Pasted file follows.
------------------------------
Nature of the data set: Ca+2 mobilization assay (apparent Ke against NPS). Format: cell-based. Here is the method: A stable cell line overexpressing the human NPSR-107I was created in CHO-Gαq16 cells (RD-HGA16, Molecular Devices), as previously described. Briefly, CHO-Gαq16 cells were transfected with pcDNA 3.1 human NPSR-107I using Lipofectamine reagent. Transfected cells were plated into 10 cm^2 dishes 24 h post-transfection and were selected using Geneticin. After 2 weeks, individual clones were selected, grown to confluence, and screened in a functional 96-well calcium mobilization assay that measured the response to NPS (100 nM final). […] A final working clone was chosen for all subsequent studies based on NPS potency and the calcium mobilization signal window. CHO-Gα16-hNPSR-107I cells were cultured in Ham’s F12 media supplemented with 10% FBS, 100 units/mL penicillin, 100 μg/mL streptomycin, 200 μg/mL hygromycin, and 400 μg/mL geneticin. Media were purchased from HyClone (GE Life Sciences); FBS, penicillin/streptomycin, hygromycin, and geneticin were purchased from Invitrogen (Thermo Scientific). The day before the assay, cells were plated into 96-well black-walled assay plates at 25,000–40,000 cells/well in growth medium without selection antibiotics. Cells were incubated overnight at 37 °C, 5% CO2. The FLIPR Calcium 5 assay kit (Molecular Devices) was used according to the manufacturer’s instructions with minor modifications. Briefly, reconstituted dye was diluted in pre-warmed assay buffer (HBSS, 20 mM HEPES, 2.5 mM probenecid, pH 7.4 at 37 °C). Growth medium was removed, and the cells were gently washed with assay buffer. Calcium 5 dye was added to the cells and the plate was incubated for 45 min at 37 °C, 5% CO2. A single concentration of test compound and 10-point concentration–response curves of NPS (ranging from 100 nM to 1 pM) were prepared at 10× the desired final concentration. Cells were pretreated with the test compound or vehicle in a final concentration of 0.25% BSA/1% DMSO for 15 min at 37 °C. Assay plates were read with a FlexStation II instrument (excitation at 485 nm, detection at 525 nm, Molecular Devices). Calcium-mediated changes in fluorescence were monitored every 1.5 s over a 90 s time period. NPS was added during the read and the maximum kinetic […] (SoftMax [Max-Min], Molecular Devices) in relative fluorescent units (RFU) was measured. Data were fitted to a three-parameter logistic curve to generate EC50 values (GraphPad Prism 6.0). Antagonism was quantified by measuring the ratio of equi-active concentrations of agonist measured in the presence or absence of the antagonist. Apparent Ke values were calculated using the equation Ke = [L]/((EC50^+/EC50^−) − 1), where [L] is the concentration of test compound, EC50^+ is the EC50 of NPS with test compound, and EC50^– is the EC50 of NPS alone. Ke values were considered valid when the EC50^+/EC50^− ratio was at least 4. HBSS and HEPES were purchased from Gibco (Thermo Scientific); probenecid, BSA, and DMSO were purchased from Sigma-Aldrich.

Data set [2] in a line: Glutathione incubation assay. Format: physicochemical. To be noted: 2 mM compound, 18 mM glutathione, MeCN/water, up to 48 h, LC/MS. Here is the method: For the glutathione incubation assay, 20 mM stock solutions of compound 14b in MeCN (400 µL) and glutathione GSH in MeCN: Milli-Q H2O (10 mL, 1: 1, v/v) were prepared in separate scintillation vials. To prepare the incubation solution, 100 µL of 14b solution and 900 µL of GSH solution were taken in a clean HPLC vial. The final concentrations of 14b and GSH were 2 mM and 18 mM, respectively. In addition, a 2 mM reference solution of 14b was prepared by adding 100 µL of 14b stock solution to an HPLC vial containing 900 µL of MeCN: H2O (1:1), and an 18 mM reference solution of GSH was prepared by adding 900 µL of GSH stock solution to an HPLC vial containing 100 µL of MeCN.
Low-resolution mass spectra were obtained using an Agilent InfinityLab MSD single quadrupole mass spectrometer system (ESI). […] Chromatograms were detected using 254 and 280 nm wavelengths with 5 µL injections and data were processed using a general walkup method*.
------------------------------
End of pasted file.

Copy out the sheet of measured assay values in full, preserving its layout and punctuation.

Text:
Nature of the data set: Ca+2 mobilization assay (apparent Ke against NPS). Format: cell-based. Here is the method: A stable cell line overexpressing the human NPSR-107I was created in CHO-Gαq16 cells (RD-HGA16, Molecular Devices), as previously described. Briefly, CHO-Gαq16 cells were transfected with pcDNA 3.1 human NPSR-107I using Lipofectamine reagent. Transfected cells were plated into 10 cm^2 dishes 24 h post-transfection and were selected using Geneticin. After 2 weeks, individual clones were selected, grown to confluence, and screened in a functional 96-well calcium mobilization assay that measured the response to NPS (100 nM final). […] A final working clone was chosen for all subsequent studies based on NPS potency and the calcium mobilization signal window. CHO-Gα16-hNPSR-107I cells were cultured in Ham’s F12 media supplemented with 10% FBS, 100 units/mL penicillin, 100 μg/mL streptomycin, 200 μg/mL hygromycin, and 400 μg/mL geneticin. Media were purchased from HyClone (GE Life Sciences); FBS, penicillin/streptomycin, hygromycin, and geneticin were purchased from Invitrogen (Thermo Scientific). The day before the assay, cells were plated into 96-well black-walled assay plates at 25,000–40,000 cells/well in growth medium without selection antibiotics. Cells were incubated overnight at 37 °C, 5% CO2. The FLIPR Calcium 5 assay kit (Molecular Devices) was used according to the manufacturer’s instructions with minor modifications. Briefly, reconstituted dye was diluted in pre-warmed assay buffer (HBSS, 20 mM HEPES, 2.5 mM probenecid, pH 7.4 at 37 °C). Growth medium was removed, and the cells were gently washed with assay buffer. Calcium 5 dye was added to the cells and the plate was incubated for 45 min at 37 °C, 5% CO2. A single concentration of test compound and 10-point concentration–response curves of NPS (ranging from 100 nM to 1 pM) were prepared at 10× the desired final concentration. Cells were pretreated with the test compound or vehicle in a final concentration of 0.25% BSA/1% DMSO for 15 min at 37 °C. Assay plates were read with a FlexStation II instrument (excitation at 485 nm, detection at 525 nm, Molecular Devices). Calcium-mediated changes in fluorescence were monitored every 1.5 s over a 90 s time period. NPS was added during the read and the maximum kinetic […] (SoftMax [Max-Min], Molecular Devices) in relative fluorescent units (RFU) was measured. Data were fitted to a three-parameter logistic curve to generate EC50 values (GraphPad Prism 6.0). Antagonism was quantified by measuring the ratio of equi-active concentrations of agonist measured in the presence or absence of the antagonist. Apparent Ke values were calculated using the equation Ke = [L]/((EC50^+/EC50^−) − 1), where [L] is the concentration of test compound, EC50^+ is the EC50 of NPS with test compound, and EC50^– is the EC50 of NPS alone. Ke values were considered valid when the EC50^+/EC50^− ratio was at least 4. HBSS and HEPES were purchased from Gibco (Thermo Scientific); probenecid, BSA, and DMSO were purchased from Sigma-Aldrich.

Data set [2] in a line: Glutathione incubation assay. Format: physicochemical. To be noted: 2 mM compound, 18 mM glutathione, MeCN/water, up to 48 h, LC/MS. Here is the method: For the glutathione incubation assay, 20 mM stock solutions of compound 14b in MeCN (400 µL) and glutathione GSH in MeCN: Milli-Q H2O (10 mL, 1: 1, v/v) were prepared in separate scintillation vials. To prepare the incubation solution, 100 µL of 14b solution and 900 µL of GSH solution were taken in a clean HPLC vial. The final concentrations of 14b and GSH were 2 mM and 18 mM, respectively. In addition, a 2 mM reference solution of 14b was prepared by adding 100 µL of 14b stock solution to an HPLC vial containing 900 µL of MeCN: H2O (1:1), and an 18 mM reference solution of GSH was prepared by adding 900 µL of GSH stock solution to an HPLC vial containing 100 µL of MeCN.
Low-resolution mass spectra were obtained using an Agilent InfinityLab MSD single quadrupole mass spectrometer system (ESI). […] Chromatograms were detected using 254 and 280 nm wavelengths with 5 µL injections and data were processed using a general walkup method*.